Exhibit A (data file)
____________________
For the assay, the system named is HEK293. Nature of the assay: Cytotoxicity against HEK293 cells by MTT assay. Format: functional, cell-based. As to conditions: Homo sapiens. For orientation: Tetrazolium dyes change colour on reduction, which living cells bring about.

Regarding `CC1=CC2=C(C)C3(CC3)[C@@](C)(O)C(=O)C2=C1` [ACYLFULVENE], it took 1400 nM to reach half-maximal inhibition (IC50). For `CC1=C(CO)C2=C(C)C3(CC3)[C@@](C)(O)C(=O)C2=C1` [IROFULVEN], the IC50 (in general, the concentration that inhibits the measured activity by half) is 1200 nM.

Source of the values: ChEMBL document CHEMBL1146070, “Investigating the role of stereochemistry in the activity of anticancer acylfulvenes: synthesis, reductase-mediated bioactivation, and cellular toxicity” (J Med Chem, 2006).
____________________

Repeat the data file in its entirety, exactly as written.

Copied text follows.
For the assay, the system named is HEK293. Nature of the assay: Cytotoxicity against HEK293 cells by MTT assay. Format: functional, cell-based. As to conditions: Homo sapiens. For orientation: Tetrazolium dyes change colour on reduction, which living cells bring about.

Regarding `CC1=CC2=C(C)C3(CC3)[C@@](C)(O)C(=O)C2=C1` [ACYLFULVENE], it took 1400 nM to reach half-maximal inhibition (IC50). For `CC1=C(CO)C2=C(C)C3(CC3)[C@@](C)(O)C(=O)C2=C1` [IROFULVEN], the IC50 (in general, the concentration that inhibits the measured activity by half) is 1200 nM.

Source of the values: ChEMBL document CHEMBL1146070, “Investigating the role of stereochemistry in the activity of anticancer acylfulvenes: synthesis, reductase-mediated bioactivation, and cellular toxicity” (J Med Chem, 2006).